THE MYTH OF THE £1 TRANSFER-TRANSACTIONS AT AN UNDERVALUEAugust 28, 2013
When individuals are faced with the prospect of Bankruptcy, they are understandably concerned about losing their business, their assets and perhaps most importantly, their family home.
We often get asked the following question “What is the best way to protect all of these assets-should I transfer them to a family member for £1 before I am made bankrupt?”
The short answer to this question is no: at least not until you consider the implications of such a transfer.
Article 312 of the Insolvency (Northern Ireland) Order 1989 (1989 Order) sets out the requirements for a Trustee in Bankruptcy (“TIB”) to challenge a transaction at an undervalue. Subject to satisfying the “undervalue criteria” and the “relevant time” criteria set out below, the legislation makes provision for a TIB to make an application to Court to restore the position to what it would have been had the transaction not been entered into.
Definition of an Undervalue
The 1989 Order provides that a transaction will be deemed to be an undervalue when the debtor has:
- given a gift to a person or otherwise entered into a transaction on terms that provide for the debtor to receive no consideration or
- entered into a transaction with that person in consideration of marriage or the formation of a civil partnership or
- entered into a transaction with a person for a consideration the value of which, in money or money’s worth, is significantly less than the value, in money or money’s worth, of the consideration provided by the individual.
The Relevant time and The Onus of proof
Pursuant to Article 314 of the 1989 Order, the transaction, in addition to being one at an undervalue, must also have been entered into within the “relevant time” prior to the date of the presentation of the bankruptcy petition.
The following time limits apply when determining the “relevant time”:-
a) If a transaction is entered into less than two years prior to the presentation of the petition, then any such transaction will be void;
b) If a transaction is entered into between two and five years prior to the presentation of the petition, then it can be set aside if at the time of the transaction the transferor was insolvent or became insolvent as a result of the transfer; and
c) If a transaction is entered into more than five years prior to the presentation of the petition, then the transfer cannot be attacked under Article 312 (although it should be noted that such a transaction may still be set aside on the grounds that it was a Transaction Defrauding creditors pursuant to Articles 367-369 of the 1989 Order).
The time limits set out at A and B above will likely be of most interest for debtors considering such a transfer of assets or property. In relation to the time limit at point B, the burden of proof will be on the Trustee to prove that the Bankrupt was insolvent at the time of, or became insolvent as a result of the transaction.
In the case where the transfer has been made to an “Associate” (the definition of which is contained at Article 4 of the 1989 Order, and which includes spouses, civil partners, as well as a relative of the debtor or his spouse or civil partner), then the debtor’s insolvency will be presumed unless the contrary can be shown. The onus of proof therefore shifts and it will be on the benefiting party to prove the Bankrupt’s solvency. This can and often will be a difficult hurdle to overcome.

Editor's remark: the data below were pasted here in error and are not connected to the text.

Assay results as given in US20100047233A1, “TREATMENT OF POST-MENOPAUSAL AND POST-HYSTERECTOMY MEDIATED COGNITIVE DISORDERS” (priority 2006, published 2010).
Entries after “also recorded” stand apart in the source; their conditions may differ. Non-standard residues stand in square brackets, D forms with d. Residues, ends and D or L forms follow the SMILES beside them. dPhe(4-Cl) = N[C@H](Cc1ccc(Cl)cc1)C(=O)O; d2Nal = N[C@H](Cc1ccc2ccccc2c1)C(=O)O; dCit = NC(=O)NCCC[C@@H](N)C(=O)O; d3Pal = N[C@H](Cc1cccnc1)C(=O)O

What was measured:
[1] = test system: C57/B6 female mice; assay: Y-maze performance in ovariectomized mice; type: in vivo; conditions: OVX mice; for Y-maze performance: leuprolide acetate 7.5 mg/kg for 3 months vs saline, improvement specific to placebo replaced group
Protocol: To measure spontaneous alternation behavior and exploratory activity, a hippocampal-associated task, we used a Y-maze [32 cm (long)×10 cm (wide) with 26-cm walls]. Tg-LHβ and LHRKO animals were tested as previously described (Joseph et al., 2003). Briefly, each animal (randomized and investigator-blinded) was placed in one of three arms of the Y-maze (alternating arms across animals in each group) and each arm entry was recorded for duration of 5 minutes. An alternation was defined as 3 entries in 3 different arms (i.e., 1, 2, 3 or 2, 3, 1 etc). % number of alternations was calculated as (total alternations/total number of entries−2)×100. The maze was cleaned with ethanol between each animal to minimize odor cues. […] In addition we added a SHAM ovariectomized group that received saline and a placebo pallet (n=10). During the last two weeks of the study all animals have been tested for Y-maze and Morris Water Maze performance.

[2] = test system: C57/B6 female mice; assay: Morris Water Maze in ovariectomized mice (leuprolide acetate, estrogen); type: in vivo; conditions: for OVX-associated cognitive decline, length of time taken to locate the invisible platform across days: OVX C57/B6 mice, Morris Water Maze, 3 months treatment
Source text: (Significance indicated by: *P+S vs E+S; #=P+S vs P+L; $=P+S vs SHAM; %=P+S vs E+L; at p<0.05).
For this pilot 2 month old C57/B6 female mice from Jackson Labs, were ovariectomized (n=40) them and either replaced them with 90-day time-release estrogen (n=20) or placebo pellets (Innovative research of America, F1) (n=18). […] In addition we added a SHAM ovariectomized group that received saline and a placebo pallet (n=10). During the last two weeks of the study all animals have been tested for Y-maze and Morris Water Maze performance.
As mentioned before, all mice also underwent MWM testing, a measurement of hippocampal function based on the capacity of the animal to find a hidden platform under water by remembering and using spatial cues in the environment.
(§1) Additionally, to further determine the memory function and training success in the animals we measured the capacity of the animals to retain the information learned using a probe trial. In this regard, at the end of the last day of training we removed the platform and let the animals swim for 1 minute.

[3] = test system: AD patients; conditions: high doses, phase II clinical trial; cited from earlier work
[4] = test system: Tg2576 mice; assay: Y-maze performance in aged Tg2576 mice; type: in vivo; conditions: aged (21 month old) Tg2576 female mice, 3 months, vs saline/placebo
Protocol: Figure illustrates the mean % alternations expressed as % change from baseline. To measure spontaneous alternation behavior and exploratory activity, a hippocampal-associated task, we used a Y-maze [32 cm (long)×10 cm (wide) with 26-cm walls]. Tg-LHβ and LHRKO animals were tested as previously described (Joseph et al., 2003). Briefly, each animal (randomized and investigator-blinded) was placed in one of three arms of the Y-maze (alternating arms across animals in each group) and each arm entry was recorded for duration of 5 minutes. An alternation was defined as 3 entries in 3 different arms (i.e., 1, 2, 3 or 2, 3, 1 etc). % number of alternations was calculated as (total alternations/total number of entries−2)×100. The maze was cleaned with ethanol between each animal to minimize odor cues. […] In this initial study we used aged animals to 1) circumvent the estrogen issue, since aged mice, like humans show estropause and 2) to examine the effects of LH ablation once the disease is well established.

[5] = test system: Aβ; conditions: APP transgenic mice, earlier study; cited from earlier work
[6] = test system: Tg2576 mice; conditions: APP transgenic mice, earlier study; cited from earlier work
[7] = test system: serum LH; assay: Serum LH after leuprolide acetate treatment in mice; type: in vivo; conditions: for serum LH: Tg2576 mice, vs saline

Whilst many individuals may still proceed to transfer assets to their spouses or children as a gift or for a nominal value, and in the knowledge that they may soon be subject to bankruptcy proceedings (or even at times with no present knowledge that they may be adjudicated bankrupt in future), it is extremely important to be aware of the time limits that apply for a TIB to attack any such transaction and the risks of making such a transfer.
If a TIB does make an application to Court under Article 312, the party who benefited from the transaction will be joined as a party to the proceedings. As with all court proceedings, there comes the risk and exposure to costs as well as the possible stress involved.
If you are an individual considering making an undervalue transfer to a family member (or any person that may fall within the definition of an Associate pursuant to Article 4 of the 1989 Order) in anticipation of bankruptcy, both you and they should obtain independent legal advice in relation to the benefits and risks of such a transaction.
Even if you are not presently having any financial difficulties and are simply intending on making a gift or transfer now to someone who may fall within the definition of an, it is important to remember that such a transfer could be attacked as an undervalue transaction in the event of your insolvency in the future, and in light of this we would always recommend that you and the benefiting party obtain your own independent legal advice.
As noted above, a TIB can in certain circumstances attack a transfer that was entered into up to five years preceding the date of the presentation of the bankruptcy petition, and whilst everything may appear to be rosy now, unfortunately no-one can predict what financial difficulties you may find yourself in in a few years time.
This article relates solely to the transaction at an undervalue provisions applicable to an insolvent individual and not the provisions contained within the 1989 Order for company transactions. Caitriona Flanagan is Assistant Solicitor at Cleaver Fulton Rankin. Caitriona works in the insolvency department, advising local and national insolvency practitioners and accountants, as well as individual debtors.
Should you require any further information about the contents of this article please do not hesitate to contact Caitriona Flanagan at
T. 028 9024 3141